He’s also growing and dehydrating plants for the menu, like coriander berries to make coriander capers, fennel crowns to be pickled and marigold flowers to use in a farmhouse curry in place of turmeric. They have plans to make their own bread and butter, and potentially even mill their own grains for flour or grow their own mushrooms in the restaurant down the road. The menu will change six times a year in tandem with six seasons that Kuller and the team have delineated.
“We want to have these six special seasons that we’re thinking about in their own ways, where we’re adding things that are – to us – special about those times of the year,” Kuller says.
They plan to open at the beginning of holiday season, which runs from the middle of November through the end of December. This season will celebrate special or luxury items. Then comes mid-winter in January and February, playing with preserved items and root vegetables. The subsequent seasons highlight the produce available exclusively during that time of year: early spring, late spring and mid-summer. Harvest season, from September through mid-November, showcases the bounty of the harvest.
The restaurant is located in the City Market at O development in Shaw. It will be intimate, with just 35 seats inside and a covered outdoor annex they’re calling the Oyster Garage because it used to be the entrance to a parking garage.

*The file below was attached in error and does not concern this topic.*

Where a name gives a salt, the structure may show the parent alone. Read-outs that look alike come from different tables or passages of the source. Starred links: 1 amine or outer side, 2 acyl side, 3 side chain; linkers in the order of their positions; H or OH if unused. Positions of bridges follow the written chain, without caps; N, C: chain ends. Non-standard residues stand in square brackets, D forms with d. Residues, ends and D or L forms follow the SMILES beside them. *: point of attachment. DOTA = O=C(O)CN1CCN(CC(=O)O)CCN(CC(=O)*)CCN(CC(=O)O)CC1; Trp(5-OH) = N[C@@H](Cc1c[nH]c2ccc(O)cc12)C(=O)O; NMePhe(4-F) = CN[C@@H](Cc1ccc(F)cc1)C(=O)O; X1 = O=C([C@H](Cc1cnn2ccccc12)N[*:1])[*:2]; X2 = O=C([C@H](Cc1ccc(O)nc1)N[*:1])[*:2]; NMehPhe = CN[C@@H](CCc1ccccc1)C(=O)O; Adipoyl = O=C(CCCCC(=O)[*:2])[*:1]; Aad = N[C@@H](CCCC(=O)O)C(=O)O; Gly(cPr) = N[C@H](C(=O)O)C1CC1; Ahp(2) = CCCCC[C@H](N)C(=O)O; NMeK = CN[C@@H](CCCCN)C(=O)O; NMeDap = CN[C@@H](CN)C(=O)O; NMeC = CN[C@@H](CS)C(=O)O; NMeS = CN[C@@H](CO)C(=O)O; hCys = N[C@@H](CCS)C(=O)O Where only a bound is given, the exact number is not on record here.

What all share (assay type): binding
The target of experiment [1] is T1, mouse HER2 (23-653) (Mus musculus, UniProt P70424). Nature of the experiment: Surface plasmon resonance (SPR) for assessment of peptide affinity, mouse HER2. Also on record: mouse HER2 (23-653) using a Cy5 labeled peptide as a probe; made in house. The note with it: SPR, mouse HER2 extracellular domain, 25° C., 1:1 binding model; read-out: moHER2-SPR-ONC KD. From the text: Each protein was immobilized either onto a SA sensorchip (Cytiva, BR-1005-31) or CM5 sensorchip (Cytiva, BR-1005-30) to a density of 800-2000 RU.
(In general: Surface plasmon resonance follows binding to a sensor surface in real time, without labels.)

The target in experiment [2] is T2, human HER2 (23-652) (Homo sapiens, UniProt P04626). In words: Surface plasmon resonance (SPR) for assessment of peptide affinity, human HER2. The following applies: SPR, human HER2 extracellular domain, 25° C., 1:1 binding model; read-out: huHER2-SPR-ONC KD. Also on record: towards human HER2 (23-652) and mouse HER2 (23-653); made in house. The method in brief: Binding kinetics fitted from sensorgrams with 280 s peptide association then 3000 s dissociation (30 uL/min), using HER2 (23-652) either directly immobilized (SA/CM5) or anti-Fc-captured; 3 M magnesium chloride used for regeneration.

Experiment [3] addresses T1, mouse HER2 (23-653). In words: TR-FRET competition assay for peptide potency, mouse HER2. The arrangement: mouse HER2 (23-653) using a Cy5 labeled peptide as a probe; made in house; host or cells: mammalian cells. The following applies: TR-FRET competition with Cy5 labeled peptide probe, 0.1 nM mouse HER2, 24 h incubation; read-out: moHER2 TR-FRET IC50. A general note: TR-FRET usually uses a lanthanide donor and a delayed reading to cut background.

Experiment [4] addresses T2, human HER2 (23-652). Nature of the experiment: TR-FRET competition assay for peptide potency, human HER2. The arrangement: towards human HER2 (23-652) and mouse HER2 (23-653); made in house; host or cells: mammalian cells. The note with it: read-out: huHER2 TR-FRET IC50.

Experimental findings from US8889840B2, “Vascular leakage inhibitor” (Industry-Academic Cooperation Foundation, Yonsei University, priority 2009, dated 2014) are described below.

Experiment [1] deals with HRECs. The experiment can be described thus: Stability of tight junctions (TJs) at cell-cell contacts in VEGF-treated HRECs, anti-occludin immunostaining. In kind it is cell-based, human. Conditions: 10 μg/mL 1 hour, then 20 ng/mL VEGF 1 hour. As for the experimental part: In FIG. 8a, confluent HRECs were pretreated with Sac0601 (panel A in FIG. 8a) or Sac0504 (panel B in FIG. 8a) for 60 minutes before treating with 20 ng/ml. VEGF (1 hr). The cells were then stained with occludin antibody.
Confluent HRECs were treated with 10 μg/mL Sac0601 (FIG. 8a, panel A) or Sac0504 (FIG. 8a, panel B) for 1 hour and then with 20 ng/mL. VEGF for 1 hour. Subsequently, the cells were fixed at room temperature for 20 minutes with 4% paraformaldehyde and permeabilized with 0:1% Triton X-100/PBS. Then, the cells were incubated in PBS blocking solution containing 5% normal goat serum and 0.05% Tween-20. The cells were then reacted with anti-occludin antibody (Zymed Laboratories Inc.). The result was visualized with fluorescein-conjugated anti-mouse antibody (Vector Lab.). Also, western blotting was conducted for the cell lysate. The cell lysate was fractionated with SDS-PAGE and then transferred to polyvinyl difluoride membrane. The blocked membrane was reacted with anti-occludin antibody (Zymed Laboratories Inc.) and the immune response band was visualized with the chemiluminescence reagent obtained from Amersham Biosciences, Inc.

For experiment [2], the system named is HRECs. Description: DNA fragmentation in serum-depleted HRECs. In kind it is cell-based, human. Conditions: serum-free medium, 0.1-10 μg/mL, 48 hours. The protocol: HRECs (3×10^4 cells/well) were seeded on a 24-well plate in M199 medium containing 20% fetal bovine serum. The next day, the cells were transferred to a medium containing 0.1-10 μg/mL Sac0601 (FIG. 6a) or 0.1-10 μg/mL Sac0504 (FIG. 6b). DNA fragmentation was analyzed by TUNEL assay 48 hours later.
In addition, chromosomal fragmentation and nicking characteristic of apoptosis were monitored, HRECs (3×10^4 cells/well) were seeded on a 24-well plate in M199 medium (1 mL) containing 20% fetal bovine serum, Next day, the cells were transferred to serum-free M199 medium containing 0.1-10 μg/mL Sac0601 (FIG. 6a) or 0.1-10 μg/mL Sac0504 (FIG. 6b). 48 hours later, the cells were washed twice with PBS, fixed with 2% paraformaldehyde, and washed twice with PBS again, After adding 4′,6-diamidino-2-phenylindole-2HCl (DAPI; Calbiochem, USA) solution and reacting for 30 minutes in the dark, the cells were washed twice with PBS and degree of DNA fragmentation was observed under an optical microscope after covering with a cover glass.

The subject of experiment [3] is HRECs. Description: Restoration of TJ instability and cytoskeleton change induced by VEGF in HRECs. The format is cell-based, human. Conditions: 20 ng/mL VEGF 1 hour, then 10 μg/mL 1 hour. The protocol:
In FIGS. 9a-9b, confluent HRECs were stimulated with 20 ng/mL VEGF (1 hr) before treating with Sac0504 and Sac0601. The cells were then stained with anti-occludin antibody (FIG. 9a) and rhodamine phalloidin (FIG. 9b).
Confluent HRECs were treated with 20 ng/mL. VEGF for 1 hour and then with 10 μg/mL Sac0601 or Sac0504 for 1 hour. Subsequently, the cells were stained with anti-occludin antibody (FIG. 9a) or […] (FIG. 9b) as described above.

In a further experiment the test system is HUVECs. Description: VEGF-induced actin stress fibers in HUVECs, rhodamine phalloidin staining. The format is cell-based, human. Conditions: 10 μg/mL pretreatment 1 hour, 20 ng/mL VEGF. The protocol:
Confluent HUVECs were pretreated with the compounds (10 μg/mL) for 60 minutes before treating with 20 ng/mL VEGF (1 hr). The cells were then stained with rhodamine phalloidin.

“It’s a simple space,” Kuller says. “I would say it definitely has a little bit of a minimalist vibe.”
Gray, white, pink and soft green hues pair with wood, natural materials and living greenery.
“There’s a lot of reclaimed things,” he adds.
The back bar is made from recycled skateboard decks and there is a mosaic of weathered tiles that Kuller personally harvested from a beach in Italy. After many long months of development and construction, the Oyster Oyster team is more than ready to enter the sustainable dining scene.
“The underlying trends are staggering,” Kuller says. “There’s moments where we’re worried we’re behind the trend. We started by thinking, ‘Okay, we are totally on the forefront of this,’ but we feel like every time we open our browser now, it’s another chef who’s like, ‘Okay, we’re going to go vegetarian for a month or we’re going to focus on high-end veggie dining.’”
Rubba says he doesn’t think there’s really any other way to operate a restaurant.
“If you look in a 10-year span, it’ll be too expensive,” he continues. “You just financially could not run a restaurant with the prices you have now 10 years from now. For us to sustain living here and having restaurants and living comfortable lives, we have to change how we operate restaurants and create new concepts. We don’t have a choice.”
Kuller hopes that this is just the beginning of a movement.
“We’d love to ultimately teach things about technique in terms of reducing food waste. We’d love to be able to teach workshops on foraging, even urban foraging. It’s not about trying to carve out this thing and be special and unique. We want more restaurants like us.”
Oyster Oyster: 1440 8th St. NW, DC; www.oysteroysterdc.com